Canon Inc. and Toshiba Corp. said Friday they will postpone the launch of next-generation flat-panel televisions known as SED TVs.
The two Japanese companies had planned to introduce Surface-conduction Electron-emitter Display TVs sometime between October and December this year.
Canon said the delay is due to “prolonged litigation now under way in the United States.” It also needed to reduce the mass-production costs of SED TVs because the prices of other types of flat-panel TVs already on the market — the liquid-crystal display and plasma-display models — are sharply declining.
Toshiba said the decision was made because Canon will not be able to provide SED panels according to the original schedule.
Canon and Toshiba said they cannot predict any specific time frame for the launch of SED TVs at the moment.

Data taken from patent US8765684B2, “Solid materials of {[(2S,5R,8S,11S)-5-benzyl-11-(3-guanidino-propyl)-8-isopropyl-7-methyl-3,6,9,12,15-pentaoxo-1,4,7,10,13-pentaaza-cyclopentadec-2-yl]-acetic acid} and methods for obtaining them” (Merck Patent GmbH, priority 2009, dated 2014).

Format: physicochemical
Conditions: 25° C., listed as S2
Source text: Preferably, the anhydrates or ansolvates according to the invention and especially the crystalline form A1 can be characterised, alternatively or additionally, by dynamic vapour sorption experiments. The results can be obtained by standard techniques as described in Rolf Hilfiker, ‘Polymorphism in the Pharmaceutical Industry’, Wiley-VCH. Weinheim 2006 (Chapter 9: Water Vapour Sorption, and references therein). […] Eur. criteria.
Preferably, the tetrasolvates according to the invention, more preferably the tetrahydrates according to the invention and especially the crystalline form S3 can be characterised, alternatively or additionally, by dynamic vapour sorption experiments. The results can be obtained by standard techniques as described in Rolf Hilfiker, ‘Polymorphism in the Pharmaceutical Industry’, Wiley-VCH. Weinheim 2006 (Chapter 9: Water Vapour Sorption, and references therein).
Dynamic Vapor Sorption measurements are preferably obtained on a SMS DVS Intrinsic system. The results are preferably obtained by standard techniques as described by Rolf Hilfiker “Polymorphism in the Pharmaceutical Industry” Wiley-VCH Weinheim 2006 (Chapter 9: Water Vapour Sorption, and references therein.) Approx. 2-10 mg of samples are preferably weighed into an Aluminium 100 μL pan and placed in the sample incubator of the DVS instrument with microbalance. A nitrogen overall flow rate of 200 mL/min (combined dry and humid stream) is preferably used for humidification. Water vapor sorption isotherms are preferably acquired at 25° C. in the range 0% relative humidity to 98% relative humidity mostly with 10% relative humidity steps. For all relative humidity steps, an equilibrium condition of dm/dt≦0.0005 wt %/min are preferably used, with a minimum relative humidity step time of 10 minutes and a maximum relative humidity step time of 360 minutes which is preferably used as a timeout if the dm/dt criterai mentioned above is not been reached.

In 2004, Canon and Toshiba formed SED Inc., with capital of 10.5 billion yen, in order to release SED TVs in Japan in the fourth quarter of 2007 before launching mass production in time for the 2008 Beijing Olympics.
SEDs are said to provide the same level of brightness and color as a cathode-ray tube, but TVs using this new technology can come in a slimmer form and use less power than cathode-ray tube, liquid-crystal-display and plasma-display TVs.
In January, Canon took over Toshiba’s stake in their 50-50 joint venture for the development and production of SED panels after judging that a pending lawsuit against Canon over SED technology in the United States will require some more time to be resolved.
The U.S. lawsuit was filed by Nano-Proprietary Inc. in May 2005, claiming that Canon is improperly using the Austin, Texas-based firm’s patented technology to manufacture SEDs for TV production at the joint venture.
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